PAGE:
The Difficulty In Treating That Chronic Cough

2012-02-16 | |
Last updated: 2012-02-16

When cold season comes around, we expect to hear the sound of coughing as more people start to become sick. At the same time, we also expect the coughing to subside when people get better. Sometimes, however, a cough can linger long after a cold. In other cases, we can develop a chronic cough without ever having had a cold. In these situations, we may not even know the reason why the cough is persisting at all.

While the cough is the way our body clears our airways of irritants, once a cough becomes chronic, the coughing action is no longer helpful and can instead make life miserable. In many cases, people with cough symptoms will wait for quite some time before seeking remedies for their chronic cough. Although a wait and see approach is often reasonable in addressing some health concerns, waiting on a chronic cough to stop can be a futile activity.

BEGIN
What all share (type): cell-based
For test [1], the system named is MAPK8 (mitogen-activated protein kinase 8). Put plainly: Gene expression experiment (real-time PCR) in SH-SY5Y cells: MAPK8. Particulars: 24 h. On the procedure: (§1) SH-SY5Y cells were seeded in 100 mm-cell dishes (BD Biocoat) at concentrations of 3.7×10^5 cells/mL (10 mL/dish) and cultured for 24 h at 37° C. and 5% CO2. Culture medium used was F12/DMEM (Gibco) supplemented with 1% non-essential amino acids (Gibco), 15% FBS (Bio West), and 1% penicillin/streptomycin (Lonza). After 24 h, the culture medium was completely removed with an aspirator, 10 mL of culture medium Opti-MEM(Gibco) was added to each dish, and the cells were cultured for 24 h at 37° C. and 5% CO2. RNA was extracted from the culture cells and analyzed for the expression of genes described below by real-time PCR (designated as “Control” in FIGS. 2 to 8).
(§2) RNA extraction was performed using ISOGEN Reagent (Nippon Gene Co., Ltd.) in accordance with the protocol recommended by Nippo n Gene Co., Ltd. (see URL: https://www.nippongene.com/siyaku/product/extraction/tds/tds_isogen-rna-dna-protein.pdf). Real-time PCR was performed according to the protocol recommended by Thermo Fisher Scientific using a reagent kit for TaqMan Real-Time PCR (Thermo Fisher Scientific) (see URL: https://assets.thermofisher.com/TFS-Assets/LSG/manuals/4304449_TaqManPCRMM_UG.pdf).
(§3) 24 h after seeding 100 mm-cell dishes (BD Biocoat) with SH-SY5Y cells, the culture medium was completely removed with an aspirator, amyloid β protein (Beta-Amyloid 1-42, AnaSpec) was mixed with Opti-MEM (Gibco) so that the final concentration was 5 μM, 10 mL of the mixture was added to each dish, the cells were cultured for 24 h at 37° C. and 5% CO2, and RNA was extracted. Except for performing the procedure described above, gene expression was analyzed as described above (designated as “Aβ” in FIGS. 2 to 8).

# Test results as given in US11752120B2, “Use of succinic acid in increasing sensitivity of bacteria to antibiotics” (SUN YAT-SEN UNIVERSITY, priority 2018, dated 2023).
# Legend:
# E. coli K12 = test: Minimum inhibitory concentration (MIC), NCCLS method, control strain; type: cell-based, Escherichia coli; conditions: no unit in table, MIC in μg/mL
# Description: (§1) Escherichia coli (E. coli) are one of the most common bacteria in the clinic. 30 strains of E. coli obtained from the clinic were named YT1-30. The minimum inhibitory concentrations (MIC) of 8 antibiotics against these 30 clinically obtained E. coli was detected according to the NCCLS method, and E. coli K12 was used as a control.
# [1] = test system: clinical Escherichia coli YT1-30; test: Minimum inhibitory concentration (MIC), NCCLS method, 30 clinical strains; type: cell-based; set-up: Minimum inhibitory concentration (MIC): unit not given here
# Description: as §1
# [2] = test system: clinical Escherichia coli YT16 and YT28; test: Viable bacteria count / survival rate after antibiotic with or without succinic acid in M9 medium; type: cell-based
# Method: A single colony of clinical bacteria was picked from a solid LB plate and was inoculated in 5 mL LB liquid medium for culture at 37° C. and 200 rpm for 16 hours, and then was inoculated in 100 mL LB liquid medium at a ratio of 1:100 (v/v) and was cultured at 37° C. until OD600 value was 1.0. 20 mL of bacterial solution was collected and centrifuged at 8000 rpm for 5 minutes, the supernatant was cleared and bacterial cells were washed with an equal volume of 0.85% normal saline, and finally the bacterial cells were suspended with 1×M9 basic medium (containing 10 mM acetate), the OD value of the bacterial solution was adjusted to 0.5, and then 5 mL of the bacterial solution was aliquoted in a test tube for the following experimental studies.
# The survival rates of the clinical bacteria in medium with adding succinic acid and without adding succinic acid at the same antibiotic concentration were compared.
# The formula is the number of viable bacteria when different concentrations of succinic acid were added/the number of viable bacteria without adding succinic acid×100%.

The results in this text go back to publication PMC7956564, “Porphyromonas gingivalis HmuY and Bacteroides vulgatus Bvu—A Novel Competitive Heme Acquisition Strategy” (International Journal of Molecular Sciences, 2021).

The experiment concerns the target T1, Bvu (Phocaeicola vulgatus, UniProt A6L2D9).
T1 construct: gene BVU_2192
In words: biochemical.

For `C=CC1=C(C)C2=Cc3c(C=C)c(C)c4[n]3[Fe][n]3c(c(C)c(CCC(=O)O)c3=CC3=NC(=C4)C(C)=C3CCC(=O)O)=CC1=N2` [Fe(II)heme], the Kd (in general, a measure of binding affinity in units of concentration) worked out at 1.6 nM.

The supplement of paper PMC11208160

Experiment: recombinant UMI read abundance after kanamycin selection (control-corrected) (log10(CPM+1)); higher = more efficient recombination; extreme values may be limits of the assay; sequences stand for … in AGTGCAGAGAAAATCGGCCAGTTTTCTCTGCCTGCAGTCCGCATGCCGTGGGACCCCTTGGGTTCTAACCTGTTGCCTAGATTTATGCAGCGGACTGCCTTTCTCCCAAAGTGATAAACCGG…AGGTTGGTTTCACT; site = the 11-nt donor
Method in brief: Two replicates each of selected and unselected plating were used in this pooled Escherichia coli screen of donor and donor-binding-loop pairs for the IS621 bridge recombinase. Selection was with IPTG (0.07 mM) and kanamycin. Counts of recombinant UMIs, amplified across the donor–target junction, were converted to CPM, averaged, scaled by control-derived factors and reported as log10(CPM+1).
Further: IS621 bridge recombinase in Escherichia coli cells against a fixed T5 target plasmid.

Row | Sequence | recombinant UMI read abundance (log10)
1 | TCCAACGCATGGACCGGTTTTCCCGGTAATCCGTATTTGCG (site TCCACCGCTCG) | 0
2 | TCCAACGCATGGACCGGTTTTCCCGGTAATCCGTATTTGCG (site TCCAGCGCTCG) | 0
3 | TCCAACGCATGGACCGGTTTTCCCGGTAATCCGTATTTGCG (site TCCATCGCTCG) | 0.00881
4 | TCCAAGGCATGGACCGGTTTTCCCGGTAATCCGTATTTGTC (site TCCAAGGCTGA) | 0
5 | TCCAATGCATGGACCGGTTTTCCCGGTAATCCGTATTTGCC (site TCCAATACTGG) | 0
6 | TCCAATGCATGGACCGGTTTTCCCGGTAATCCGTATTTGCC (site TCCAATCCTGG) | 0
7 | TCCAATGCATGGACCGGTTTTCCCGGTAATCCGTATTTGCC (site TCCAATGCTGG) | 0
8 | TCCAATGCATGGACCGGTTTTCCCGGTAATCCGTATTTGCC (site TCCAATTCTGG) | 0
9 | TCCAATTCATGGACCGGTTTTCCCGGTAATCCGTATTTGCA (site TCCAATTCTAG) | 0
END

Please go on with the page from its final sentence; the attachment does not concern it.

What Is A Chronic Cough?

Depending on the information source, a chronic cough is one that lasts more than 3, 4 or 8 weeks in adults. In children, a cough is described as chronic if it lasts more than 2 weeks. Becoming sick with a cold, for example, will usually lead to 2 or 3 weeks of coughing, at most, for an adult. Physicians recommend getting checked whenever a cough lasts more than 2 weeks for anyone.

There are many causes that can lead to chronic coughing ranging from infections to disease to medications. However, it is important to remember that the causes for adults and children are different. In research from the Royal Children’s Hospital in Australia, researchers determined that less than 10% of the causes for chronic coughing were the same in children and in adults.

What all this means is that the definition of a chronic cough is somewhat open.

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Category: General Health, Medical Treatment, Symptom Information

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